Although I can see a continued (albeit smaller) role for property taxes, school funding from other sources is needed and on the big picture, I’m with Ed Garvey (and am wishing he was our Governor instead of Doyle).
Ed Garvey’s words also give me another chance to plug educational historian David Tyack’s “A Conservationist Ethic in Education Reform” and remind all that there are many good things about the “Status Quo” and if “innovation” means closing neighborhood schools, increasing class sizes, cutting arts and extra curriculars, then I want no part of it.
Thomas J. Mertz
From today’s Capital Times:
By Ed Garvey
May 8, 2007
OK, I’m mad as hell and, as the star of “Network” yelled, “I’m not going to take it anymore.”
What has driven me to this state of mind? An editorial in Sunday’s Wisconsin State Journal was the immediate cause. Stupidity in state government tax policy is the underlying factor, and the fact that our children and grandchildren will struggle in substandard public schools was the impetus I needed. We must get serious about public education.
First, the obvious. This nation has enough money for the military operations in Iraq and Afghanistan, now estimated at $2 trillion.
Here in Wisconsin we have plenty of dough for every new prison project and for longer sentences for crimes. We spend like drunken sailors on shore leave when it comes to highway bypass projects dreamed up by the highway lobby, but we apparently cannot afford excellent public schools.
Nope. Can’t do it. We spend $25,000 to $30,000 per year per inmate in our prisons, but we can’t take care of special needs children.
The State Journal editorial was titled “For schools, status quo is not an option.” While the School Board got an unenthusiastic pat on the back for cuts approved last week, more cuts are needed, according to the newspaper.
Here in a nutshell is the educational philosophy of the State Journal: “Schools must create ways to deliver education more cost-effectively.”
As if education can be packaged, wrapped up and delivered like a Mother’s Day gift. Well, it ain’t that simple.
Education is not a commodity to be “delivered.” It is a process involving the administrators, teachers and students. The students aren’t customers, and they don’t “consume” education over lunch. They need attention — some more than others. They need the best teachers, and we all need an educated citizenry.
The State Journal added to my angst with these words, “The board saved more than $800,000 by increasing class sizes in art, music, physical education and in other classes called special.”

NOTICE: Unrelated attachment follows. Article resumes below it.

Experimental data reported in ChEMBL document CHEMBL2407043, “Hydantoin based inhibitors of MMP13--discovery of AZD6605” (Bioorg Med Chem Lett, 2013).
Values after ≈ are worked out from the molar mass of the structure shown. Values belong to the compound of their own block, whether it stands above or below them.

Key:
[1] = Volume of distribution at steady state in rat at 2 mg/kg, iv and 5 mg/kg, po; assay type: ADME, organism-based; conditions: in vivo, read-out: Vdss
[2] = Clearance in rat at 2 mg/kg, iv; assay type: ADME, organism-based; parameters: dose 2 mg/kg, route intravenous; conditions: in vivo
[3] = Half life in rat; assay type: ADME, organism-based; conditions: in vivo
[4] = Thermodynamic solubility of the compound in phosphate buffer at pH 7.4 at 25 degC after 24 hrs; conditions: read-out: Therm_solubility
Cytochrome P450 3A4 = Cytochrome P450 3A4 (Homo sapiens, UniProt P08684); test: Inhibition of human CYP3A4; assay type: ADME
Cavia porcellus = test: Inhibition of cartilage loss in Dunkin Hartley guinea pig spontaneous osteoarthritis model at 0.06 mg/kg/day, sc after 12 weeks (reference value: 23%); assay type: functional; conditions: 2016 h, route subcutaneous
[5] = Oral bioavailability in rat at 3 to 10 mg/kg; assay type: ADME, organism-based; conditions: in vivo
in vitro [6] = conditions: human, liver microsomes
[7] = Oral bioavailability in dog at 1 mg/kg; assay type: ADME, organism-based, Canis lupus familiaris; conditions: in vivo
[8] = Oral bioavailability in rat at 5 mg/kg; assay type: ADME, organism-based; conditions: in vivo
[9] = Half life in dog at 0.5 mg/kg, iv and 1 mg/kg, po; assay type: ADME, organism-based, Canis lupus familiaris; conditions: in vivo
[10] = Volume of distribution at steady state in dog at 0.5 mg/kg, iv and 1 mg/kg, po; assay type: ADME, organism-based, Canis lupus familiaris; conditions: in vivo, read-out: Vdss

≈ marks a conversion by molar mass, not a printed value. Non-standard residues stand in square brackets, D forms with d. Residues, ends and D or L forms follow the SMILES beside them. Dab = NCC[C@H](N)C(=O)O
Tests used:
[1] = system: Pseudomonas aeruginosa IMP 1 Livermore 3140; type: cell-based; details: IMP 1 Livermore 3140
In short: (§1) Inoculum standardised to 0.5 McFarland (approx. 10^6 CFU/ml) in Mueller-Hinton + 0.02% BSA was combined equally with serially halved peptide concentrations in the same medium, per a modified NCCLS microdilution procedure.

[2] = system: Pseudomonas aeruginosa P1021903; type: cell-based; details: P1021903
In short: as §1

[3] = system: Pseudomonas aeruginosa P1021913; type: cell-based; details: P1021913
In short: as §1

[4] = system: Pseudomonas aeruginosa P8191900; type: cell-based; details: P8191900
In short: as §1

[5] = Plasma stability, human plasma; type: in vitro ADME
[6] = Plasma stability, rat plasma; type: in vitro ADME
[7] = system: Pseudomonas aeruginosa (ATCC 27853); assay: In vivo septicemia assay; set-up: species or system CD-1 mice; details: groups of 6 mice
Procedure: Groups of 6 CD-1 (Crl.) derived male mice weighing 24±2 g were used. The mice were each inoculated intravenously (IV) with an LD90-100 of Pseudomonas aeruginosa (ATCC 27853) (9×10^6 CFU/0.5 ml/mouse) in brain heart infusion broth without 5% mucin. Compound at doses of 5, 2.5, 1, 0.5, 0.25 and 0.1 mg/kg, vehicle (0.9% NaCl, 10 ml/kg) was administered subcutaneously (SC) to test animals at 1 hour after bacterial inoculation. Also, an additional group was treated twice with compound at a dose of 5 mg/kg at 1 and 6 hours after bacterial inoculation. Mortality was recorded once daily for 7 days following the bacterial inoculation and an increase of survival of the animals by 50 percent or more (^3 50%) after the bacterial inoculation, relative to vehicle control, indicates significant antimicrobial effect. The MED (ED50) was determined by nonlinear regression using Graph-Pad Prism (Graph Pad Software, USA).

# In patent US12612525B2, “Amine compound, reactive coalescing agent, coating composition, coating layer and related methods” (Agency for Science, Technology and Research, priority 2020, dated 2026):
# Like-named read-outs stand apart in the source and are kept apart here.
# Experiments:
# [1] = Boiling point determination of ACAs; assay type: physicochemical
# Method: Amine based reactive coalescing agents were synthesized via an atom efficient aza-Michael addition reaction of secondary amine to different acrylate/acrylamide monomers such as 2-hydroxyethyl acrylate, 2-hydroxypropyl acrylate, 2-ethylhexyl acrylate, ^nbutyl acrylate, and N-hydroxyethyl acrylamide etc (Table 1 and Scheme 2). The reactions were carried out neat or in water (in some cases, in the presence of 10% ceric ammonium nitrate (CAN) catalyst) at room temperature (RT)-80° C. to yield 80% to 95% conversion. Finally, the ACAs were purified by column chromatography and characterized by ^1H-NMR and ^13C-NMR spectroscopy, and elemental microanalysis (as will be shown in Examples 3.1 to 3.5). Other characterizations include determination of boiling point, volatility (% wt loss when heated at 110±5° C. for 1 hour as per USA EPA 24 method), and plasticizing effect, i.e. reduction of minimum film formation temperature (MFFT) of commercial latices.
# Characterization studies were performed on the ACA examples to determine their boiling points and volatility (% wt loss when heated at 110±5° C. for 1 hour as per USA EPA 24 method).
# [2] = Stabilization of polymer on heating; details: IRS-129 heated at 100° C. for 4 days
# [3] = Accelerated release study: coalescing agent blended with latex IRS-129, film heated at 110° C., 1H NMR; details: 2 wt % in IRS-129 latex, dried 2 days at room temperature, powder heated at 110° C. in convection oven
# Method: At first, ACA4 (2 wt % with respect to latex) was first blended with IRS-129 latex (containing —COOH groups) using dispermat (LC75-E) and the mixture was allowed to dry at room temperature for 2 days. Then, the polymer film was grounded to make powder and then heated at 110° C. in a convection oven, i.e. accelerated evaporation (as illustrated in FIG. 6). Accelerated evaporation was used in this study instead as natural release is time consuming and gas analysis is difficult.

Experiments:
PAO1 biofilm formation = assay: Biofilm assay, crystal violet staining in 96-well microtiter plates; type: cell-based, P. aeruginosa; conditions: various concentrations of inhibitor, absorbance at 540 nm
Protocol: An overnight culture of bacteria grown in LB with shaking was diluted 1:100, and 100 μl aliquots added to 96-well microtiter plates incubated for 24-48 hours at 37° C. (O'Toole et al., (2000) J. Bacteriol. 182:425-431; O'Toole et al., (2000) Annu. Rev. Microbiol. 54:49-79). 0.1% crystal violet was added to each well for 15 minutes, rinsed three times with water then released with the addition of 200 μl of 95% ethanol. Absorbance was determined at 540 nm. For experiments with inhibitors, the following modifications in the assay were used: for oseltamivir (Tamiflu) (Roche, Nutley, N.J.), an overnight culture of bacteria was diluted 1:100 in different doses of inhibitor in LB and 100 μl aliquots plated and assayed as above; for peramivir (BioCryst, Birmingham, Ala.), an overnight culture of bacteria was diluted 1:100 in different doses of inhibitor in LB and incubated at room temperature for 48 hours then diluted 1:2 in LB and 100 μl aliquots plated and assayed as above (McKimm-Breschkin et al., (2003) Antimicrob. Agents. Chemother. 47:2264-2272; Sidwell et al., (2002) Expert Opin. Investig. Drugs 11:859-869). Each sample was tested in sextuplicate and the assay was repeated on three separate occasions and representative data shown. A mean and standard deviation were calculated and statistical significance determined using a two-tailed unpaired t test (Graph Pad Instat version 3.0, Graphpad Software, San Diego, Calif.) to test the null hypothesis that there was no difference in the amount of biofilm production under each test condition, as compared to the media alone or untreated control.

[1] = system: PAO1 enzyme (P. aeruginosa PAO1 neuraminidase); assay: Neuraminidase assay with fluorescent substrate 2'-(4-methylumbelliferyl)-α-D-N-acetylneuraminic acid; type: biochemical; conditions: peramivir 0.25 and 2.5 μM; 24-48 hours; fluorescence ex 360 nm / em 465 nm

Whoa, Nelly! The editors might as well shout it out — “Who cares about art, music, debate, forensics, drama, dance anyway? Aren’t our kids in school for job training?”
What is the real problem? Not smaller classes, or too much extracurricular activity. It is the nutty funding of education. Our schools have been held hostage to an absurd system of funding our schools through property taxes.
The Madison School Board has just voted to close or consolidate schools (your choice). They cut almost $8 million from the budget needed for programs, but the anti-education Wisconsin State Journal editors want deeper cuts without once suggesting the impact of these cuts on the education of our students. They ignore the impact on our community.
Excellence in our schools? Secondary. Saving money is all that seems to matter.
But I have to ask, saving for what? To fall behind other school districts? To watch math and science scores plummet? To see many of our best teachers leave? To find that professionals will look elsewhere to raise and educate their kids?
I guess I am a suspicious type. I suspect the State Journal will soon begin a crusade to push state politicians to support the Milwaukee voucher program, created by the neocon Bradley Foundation, for Madison. In Milwaukee, vouchers are given so children can go to any school — private, parochial or charter — at taxpayer expense. Why? Because underfunded public schools are failing.
If the public schools in Madison fail because of insufficient funds, the State Journal will argue that it is time to give poor parents “an option” to send their kids to private schools at taxpayer expense. In other words, abandon the bedrock of our democratic system: public education. Needless to say, there will be precious little discussion about the experience of those kids who remain behind in the public schools.
The “option” we really need? Enough money for smaller classes, enough for special needs kids, enough for the gifted.
So, you ask, how can school districts deal with the animosity from property taxpayers when we know the property tax is the worst tax ever devised? The money from property taxes should be linked to property, not to schools.
And that is the point. As corporations pay a smaller percentage of property taxes than homeowners, the burden falls on the middle-income families who are struggling.
So? Move school taxes off the property tax. Period.
Change the debate. Our schools are not “inefficient.” The tax base to support education is nuts. Money for schools must come from sales and income taxes. OK, possibly 25 percent could come from property taxes.
Stop inflicting wounds on our children and focus on a Legislature dominated by contributions designed to keep the givers from paying their fair share. Even they should want an educated work force.
Larger classes. Are you kidding?
Ed Garvey is a Madison lawyer, political activist and editor of the fightingbob.com Web site.